George Lucas Educational Foundation

Are Personalized Learning and Differentiated Instruction Trendy?

Are Personalized Learning and Differentiated Instruction Trendy?

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The ASCD named their top five educational trends for 2011- including 21st century learning as the top trend, and Differentiated Instruction as number 2. While on one hand, I look at anything branded a "trend" with suspicion, I think we all understand that personalized learning and differentiated instruction is simply great teaching. The "push" and the "trend" aspect of it is to make it more easily understood and implemented for teachers and students alike. What's your take on anything being named a "trend" or Buzz word in education? Does it make it more or less worthy of notice and attention? How can we help make personalized learning a reality versus another "fad" or Pet Rock in education?

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Lori Gully, Florida Virtual School's picture

While it may feel a little funky to be considered a trend, personalized learning is beginning to get attention from funders. This is a definite benefit to being a fad phrase, because funding innovative projects that take learning to the next level can be tricky. You're right, Whitney, the great teaching and learning that happen in personalized models is just what we need to make an impact on education.

Betty Ray's picture
Betty Ray
Senior Editor at Large

I hear what you're saying, Whitney. I don't really know what their editors were thinking but I would guess the "trendiness" of personalized learning is in the onslaught of new technologies that are making it easier. Is that a trend? I would say no, since technologies only going to personalize more information for us. But it's great to see a broader discussion of personalized learning, for sure!

Nina Smith's picture
Nina Smith
Mentor, Teacher Trainer

If we make a clear distinction between teaching and learning (as we should) the real idea becomes very clear: all learning is individual, and the best results come from personalized teaching.

Let me explain my thoughts a bit more.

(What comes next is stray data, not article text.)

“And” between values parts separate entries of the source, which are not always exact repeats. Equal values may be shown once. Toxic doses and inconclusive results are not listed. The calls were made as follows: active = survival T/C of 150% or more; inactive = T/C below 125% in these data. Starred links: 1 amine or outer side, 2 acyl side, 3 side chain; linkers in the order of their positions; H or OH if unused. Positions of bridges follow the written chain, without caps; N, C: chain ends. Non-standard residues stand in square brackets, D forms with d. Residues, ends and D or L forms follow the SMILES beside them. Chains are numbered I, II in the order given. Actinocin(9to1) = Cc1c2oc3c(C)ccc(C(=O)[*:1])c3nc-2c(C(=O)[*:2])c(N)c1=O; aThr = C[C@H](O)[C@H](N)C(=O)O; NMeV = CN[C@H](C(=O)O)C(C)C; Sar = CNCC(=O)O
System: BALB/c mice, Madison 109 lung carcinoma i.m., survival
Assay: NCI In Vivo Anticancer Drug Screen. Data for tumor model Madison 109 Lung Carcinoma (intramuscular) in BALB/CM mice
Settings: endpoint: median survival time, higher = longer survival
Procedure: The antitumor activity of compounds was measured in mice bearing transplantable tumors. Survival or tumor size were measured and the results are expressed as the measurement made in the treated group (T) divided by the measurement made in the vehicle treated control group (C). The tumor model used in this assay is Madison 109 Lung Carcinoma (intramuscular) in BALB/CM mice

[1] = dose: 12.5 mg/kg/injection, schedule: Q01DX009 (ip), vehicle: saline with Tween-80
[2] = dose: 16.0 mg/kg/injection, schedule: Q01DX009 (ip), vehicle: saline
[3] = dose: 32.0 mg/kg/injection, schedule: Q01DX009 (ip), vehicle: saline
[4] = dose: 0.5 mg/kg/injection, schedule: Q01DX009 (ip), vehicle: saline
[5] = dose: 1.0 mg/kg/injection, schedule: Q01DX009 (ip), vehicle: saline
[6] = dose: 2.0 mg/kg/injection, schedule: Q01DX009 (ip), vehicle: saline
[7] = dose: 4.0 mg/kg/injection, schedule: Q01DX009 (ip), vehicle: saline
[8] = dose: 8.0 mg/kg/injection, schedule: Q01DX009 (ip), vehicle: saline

Changing the educational focus from teaching to learning makes perfect sense if we wish to have good quality education. After all, the fact is that ALL "true" or "real" learning happens in your students' brains. To me this means the necessity of understanding the way learning happens. Enhancing the circumstances where learning occurs automatically increases the deep learning that is transferable and permanent. If we want to call this personalized teaching or differentiated instruction or tag it with any other trendy buzzword, we may do so. But it still doesn't change the ultimate truth behind it: effective teachers have always been working this way. Today we just have more scientific facts to put there to show WHY we are correct. :D

Holding teachers accountable for teaching is much less effective than holding students accountable for learning.

Rather than assuming that it is teachers' job to impart wisdom to students who will somehow magically absorb it, we should focus on the teachers' ability to guide students into building their own knowledge base. And just holding teachers accountable for facilitating that learning by providing them with tools and time for personalized feedback will increase the quality of education to a whole new level.

Whitney Hoffman's picture
Whitney Hoffman
Producer LD Podcast, Digital Media Consultant, Author

@Nina- I agree with you- teachers have to be much more like guides and less like farmers trying to force feed geese to make foie gras- knowledge isn;t meant to be stuffed or crammed into a kid, but incorporated into who they are.

I came across this article today on a Delaware School using "Expeditionary Learning"- which sounds just like personalized and project based learning at its best, and they are having great results.

Will this proliferation of new labels, names, and "branding" confuse the issue even more?

I think it does show however, the central tenants of DI and personalized learning- the relationships between teachers and students is the key starting point for exemplary learning environments.

Nina Smith's picture
Nina Smith
Mentor, Teacher Trainer

It seems to me that multiple labels indeed do confuse even more. And while I understand the need of inventing new names and labels to replace the ones that have accumulated negative connotations, I am also a bit scared that the very core (or the essence?) of teaching and learning will be lost.

To me the solution for differentiation is very easy (and costs absolutely nothing): considering students as partners in education, instead of objects.

I would be happy to teach how to do that! Please check my Notes about this at

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